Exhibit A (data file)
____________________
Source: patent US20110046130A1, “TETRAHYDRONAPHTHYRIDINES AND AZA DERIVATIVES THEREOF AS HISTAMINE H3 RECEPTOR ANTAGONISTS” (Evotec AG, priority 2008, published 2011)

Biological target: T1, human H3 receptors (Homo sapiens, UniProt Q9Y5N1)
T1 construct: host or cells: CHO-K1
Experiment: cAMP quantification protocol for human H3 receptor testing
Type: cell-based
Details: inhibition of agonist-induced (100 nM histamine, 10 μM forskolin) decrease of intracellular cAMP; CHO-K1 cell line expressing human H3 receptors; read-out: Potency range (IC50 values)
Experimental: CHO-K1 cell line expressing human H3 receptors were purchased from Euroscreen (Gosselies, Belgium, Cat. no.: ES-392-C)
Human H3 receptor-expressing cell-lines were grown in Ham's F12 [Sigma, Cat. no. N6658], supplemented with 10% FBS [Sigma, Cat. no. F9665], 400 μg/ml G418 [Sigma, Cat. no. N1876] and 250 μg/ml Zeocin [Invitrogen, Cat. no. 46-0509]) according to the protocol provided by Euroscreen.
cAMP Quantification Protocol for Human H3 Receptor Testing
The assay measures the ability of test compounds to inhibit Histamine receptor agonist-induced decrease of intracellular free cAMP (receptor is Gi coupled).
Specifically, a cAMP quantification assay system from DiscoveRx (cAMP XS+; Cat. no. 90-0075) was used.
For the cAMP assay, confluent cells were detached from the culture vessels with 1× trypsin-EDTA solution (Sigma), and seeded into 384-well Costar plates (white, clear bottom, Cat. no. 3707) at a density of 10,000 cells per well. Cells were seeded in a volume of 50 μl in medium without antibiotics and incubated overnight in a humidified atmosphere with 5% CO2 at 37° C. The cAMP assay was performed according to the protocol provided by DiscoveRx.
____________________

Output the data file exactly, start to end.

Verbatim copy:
Source: patent US20110046130A1, “TETRAHYDRONAPHTHYRIDINES AND AZA DERIVATIVES THEREOF AS HISTAMINE H3 RECEPTOR ANTAGONISTS” (Evotec AG, priority 2008, published 2011)

Biological target: T1, human H3 receptors (Homo sapiens, UniProt Q9Y5N1)
T1 construct: host or cells: CHO-K1
Experiment: cAMP quantification protocol for human H3 receptor testing
Type: cell-based
Details: inhibition of agonist-induced (100 nM histamine, 10 μM forskolin) decrease of intracellular cAMP; CHO-K1 cell line expressing human H3 receptors; read-out: Potency range (IC50 values)
Experimental: CHO-K1 cell line expressing human H3 receptors were purchased from Euroscreen (Gosselies, Belgium, Cat. no.: ES-392-C)
Human H3 receptor-expressing cell-lines were grown in Ham's F12 [Sigma, Cat. no. N6658], supplemented with 10% FBS [Sigma, Cat. no. F9665], 400 μg/ml G418 [Sigma, Cat. no. N1876] and 250 μg/ml Zeocin [Invitrogen, Cat. no. 46-0509]) according to the protocol provided by Euroscreen.
cAMP Quantification Protocol for Human H3 Receptor Testing
The assay measures the ability of test compounds to inhibit Histamine receptor agonist-induced decrease of intracellular free cAMP (receptor is Gi coupled).
Specifically, a cAMP quantification assay system from DiscoveRx (cAMP XS+; Cat. no. 90-0075) was used.
For the cAMP assay, confluent cells were detached from the culture vessels with 1× trypsin-EDTA solution (Sigma), and seeded into 384-well Costar plates (white, clear bottom, Cat. no. 3707) at a density of 10,000 cells per well. Cells were seeded in a volume of 50 μl in medium without antibiotics and incubated overnight in a humidified atmosphere with 5% CO2 at 37° C. The cAMP assay was performed according to the protocol provided by DiscoveRx.